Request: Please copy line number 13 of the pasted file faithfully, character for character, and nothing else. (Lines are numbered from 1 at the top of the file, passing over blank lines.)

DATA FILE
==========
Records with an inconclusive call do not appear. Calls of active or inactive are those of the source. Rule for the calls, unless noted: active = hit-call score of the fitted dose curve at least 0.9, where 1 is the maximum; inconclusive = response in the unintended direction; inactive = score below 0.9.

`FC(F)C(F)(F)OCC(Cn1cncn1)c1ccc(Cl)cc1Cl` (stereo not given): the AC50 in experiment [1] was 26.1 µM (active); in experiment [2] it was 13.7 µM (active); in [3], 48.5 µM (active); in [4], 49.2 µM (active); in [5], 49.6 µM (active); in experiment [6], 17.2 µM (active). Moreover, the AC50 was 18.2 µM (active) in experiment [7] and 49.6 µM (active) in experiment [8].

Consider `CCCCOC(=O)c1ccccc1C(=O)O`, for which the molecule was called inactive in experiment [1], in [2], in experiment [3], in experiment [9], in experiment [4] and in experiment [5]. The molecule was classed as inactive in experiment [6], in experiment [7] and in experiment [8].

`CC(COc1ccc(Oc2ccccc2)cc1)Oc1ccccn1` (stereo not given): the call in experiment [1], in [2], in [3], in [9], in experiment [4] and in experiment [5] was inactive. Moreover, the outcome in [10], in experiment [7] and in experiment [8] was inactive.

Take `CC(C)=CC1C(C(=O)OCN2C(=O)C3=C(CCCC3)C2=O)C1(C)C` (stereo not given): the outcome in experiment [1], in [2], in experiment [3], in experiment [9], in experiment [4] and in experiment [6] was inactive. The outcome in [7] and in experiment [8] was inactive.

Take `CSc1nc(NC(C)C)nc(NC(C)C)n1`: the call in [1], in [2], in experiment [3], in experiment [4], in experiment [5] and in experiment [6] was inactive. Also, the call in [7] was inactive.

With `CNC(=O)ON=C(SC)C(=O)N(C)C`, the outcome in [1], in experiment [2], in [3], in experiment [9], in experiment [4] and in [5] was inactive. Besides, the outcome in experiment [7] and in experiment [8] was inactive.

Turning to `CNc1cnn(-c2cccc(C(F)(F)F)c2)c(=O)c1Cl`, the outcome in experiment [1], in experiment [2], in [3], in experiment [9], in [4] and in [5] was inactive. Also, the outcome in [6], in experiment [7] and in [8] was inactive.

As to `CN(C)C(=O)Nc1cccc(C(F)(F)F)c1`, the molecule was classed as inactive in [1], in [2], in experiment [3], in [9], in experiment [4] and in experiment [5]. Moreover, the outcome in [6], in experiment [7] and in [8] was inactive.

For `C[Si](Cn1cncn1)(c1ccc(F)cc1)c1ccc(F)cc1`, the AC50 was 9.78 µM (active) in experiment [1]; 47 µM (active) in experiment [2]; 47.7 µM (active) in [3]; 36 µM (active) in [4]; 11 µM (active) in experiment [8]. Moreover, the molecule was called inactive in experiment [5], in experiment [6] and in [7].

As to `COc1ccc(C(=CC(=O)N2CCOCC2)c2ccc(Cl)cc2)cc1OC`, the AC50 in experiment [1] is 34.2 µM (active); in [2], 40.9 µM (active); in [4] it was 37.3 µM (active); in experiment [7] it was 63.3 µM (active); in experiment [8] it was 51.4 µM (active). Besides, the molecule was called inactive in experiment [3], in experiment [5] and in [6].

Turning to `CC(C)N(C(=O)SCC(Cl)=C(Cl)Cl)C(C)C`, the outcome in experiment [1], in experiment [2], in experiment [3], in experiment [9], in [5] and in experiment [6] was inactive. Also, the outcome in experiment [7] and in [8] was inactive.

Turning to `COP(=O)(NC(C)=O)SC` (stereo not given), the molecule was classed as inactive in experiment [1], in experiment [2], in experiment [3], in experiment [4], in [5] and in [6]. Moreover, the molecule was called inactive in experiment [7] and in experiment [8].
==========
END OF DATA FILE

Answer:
Turning to `COP(=O)(NC(C)=O)SC` (stereo not given), the molecule was classed as inactive in experiment [1], in experiment [2], in experiment [3], in experiment [4], in [5] and in [6]. Moreover, the molecule was called inactive in experiment [7] and in experiment [8].